Boomtown Saloons

Author: Kelly J. Dixon
Publisher: University of Nevada Press
ISBN: 9780874177039
Format: PDF, ePub, Docs
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"The image of Old West saloons as sites of violence and raucous entertainment has been perpetuated by film and legend, but the true story of such establishments is far more complex. In Boomtown Saloons, archaeologist Kelly J. Dixon recounts the excavation of four historic saloon sites in Nevada's Virginia City, one of the West's most important boomtowns, and shows how the physical traces of this handful of disparate drinking places, affiliated with a range of ethnic and socioeconomic groups, offer a captivating new perspective on everyday life in the mining West."--Jacket.

Virginia City

Author: Ronald M. James
Publisher: U of Nebraska Press
ISBN: 0803240082
Format: PDF
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Spent cartridges. The pieces of an original Tabasco Pepper Sauce bottle. Shards of a ceramic pot, stained red. For archaeologists each of the thousands of artifacts uncovered at a site tells a story. For noted Comstock authority Ronald M. James, it is a story resulting from decades of research and excavation at one of the largest National Historic Landmarks in America, the Nevada town that, with the discovery of the Comstock Lode, became a boomtown microcosm of the American West. Drawing on the work of hundreds of volunteers, students, and professional archaeologists, Virginia City: Secrets of a Western Past shows how every detail—from unearthed artifacts to reports of local saloons to plans for the cemetery to surviving nineteenth-century buildings—adds to our view of Virginia City when it was one of the richest places on earth. James recreates this unlikely epitome of frontier industry and cosmopolitan living, the thriving hub of corporate executives, middle-class families, miners, prostitutes, and barkeepers—and more foreign-born residents per capita than anywhere else in the country—in a spot that had begun its life a few years earlier as the mining camp of several lucky guys. An excavation of the history of Virginia City, a window on the heyday of the American frontier, James’s book is also an enlightening look at how archaeology brings the story of the past to life.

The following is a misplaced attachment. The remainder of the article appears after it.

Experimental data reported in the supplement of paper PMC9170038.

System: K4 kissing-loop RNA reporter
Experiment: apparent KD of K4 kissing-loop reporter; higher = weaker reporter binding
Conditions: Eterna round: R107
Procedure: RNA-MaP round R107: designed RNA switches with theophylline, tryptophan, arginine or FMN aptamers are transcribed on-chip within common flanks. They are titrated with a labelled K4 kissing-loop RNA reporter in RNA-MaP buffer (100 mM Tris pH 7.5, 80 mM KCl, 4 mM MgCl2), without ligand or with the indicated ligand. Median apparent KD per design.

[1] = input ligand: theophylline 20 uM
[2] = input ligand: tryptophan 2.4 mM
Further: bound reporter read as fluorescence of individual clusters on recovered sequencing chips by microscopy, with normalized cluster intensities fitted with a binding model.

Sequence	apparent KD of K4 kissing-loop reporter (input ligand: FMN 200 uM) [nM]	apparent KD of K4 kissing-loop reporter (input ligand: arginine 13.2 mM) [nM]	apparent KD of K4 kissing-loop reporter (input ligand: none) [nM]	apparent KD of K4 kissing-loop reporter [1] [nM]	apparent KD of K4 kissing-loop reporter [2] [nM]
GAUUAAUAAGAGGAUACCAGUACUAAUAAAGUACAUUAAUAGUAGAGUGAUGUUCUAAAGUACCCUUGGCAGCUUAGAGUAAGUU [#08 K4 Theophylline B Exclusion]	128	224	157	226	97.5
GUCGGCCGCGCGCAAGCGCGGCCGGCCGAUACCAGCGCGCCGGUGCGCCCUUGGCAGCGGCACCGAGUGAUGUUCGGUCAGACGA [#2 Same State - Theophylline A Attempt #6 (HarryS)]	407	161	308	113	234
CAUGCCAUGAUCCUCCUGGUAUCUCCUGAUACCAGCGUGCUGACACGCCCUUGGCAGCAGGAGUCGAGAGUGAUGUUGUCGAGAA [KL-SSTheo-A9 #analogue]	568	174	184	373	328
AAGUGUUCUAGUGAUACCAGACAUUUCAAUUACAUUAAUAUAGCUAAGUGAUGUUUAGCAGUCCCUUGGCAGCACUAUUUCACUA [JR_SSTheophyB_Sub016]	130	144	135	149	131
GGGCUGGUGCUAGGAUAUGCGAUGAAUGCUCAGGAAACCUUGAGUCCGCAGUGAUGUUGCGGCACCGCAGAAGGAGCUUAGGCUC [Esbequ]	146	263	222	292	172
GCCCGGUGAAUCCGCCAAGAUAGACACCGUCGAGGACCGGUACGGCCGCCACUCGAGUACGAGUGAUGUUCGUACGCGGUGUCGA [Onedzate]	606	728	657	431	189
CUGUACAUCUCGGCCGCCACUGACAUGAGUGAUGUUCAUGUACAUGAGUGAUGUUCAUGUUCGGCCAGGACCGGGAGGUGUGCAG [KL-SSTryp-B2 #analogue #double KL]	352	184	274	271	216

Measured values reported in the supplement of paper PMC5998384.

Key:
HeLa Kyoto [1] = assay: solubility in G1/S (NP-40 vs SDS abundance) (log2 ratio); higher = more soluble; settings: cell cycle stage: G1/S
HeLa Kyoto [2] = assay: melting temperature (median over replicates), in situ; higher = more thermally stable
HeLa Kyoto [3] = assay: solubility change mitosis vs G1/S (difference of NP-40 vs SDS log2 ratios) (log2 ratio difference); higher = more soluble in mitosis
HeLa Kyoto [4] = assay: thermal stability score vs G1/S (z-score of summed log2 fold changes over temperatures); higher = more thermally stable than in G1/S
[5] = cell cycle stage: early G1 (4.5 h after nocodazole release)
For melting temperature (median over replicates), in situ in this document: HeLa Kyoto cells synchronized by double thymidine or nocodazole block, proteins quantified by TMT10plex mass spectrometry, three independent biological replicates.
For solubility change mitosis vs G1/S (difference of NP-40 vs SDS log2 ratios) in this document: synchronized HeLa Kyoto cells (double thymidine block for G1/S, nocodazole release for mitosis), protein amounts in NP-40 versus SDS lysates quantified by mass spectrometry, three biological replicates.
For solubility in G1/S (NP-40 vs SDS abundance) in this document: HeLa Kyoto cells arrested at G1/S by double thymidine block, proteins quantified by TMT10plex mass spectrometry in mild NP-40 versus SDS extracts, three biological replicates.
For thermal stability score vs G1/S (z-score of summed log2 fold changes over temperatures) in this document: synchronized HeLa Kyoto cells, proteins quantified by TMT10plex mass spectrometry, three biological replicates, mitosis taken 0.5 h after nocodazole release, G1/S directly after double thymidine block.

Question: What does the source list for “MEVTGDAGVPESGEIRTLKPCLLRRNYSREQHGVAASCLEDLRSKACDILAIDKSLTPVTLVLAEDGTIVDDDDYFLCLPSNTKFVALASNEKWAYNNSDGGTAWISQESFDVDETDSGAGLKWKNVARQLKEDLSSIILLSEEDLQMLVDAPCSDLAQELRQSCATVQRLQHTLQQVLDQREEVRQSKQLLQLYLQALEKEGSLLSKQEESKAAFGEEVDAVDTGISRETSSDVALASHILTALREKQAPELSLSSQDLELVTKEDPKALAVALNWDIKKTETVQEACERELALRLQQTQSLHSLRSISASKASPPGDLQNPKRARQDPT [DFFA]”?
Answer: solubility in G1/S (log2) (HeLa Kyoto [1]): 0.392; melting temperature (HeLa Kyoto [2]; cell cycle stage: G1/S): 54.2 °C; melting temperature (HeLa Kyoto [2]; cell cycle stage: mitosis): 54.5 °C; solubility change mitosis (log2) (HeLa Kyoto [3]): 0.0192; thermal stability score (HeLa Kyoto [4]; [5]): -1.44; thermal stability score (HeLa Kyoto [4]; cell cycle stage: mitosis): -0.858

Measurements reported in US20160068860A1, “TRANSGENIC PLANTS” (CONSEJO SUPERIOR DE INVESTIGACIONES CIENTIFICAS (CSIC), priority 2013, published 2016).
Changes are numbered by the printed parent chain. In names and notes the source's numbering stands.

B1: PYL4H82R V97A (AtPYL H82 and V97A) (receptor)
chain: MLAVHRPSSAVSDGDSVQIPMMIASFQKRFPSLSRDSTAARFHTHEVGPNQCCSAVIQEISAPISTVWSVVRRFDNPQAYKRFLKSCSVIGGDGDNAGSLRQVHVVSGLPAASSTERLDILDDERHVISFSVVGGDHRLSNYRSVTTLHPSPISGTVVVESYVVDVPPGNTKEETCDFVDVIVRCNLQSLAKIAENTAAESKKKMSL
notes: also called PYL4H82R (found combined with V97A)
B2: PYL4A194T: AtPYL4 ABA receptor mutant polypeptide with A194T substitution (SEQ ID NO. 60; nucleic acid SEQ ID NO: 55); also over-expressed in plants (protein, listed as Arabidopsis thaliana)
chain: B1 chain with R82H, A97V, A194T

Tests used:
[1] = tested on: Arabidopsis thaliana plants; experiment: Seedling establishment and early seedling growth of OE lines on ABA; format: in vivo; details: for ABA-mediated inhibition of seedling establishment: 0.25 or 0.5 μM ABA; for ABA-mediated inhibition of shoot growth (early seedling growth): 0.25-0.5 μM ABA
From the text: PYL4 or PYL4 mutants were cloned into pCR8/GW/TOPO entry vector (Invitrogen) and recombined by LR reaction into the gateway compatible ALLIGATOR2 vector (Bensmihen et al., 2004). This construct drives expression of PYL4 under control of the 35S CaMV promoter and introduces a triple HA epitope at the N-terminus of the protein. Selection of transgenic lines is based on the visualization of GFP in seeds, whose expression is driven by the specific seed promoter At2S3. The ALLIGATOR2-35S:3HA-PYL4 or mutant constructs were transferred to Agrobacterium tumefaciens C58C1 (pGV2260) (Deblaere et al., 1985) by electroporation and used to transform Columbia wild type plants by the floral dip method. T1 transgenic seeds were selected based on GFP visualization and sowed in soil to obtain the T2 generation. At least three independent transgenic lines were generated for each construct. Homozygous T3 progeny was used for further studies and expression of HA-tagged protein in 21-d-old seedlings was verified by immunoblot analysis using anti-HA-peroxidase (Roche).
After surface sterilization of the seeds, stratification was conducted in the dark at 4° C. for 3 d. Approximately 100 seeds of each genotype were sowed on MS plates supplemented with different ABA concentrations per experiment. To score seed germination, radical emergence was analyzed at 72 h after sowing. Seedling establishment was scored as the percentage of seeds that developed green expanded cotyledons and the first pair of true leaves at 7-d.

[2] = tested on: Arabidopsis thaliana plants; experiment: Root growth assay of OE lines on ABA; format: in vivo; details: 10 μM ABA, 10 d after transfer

Spring 2011

Author: Logaranee Gunaratnam
Publisher: University of Nevada Press
ISBN:
Format: PDF, ePub, Docs
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The Archaeology of Alcohol and Drinking

Author: Frederick Harold Smith
Publisher:
ISBN: 9780813032900
Format: PDF, ePub
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From the Publisher: Through its complex history, alcohol has served many cultural functions, often constructive ones. For centuries it has been used as a valuable economic commodity, a medicinal tool, a focus of social gatherings, and a mechanism for psychological escape.

The Archaeology of Race and Racialization in Historic America

Author: Charles E. Orser
Publisher:
ISBN: 9780813031439
Format: PDF
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"Orser argues that race has not always been defined by skin color; through time its meaning has changed. The process of racialization has marked most groups who came to the United States in the nineteenth and early twentieth centuries, and The Archaeology of Race and Racialization in Historic America demonstrates ways that historical archaeology can contribute to understanding a fundamental element of the American immigrant experience."--BOOK JACKET.

Comstock Women

Author: Ronald Michael James
Publisher: University of Nevada Press
ISBN: 9780874172973
Format: PDF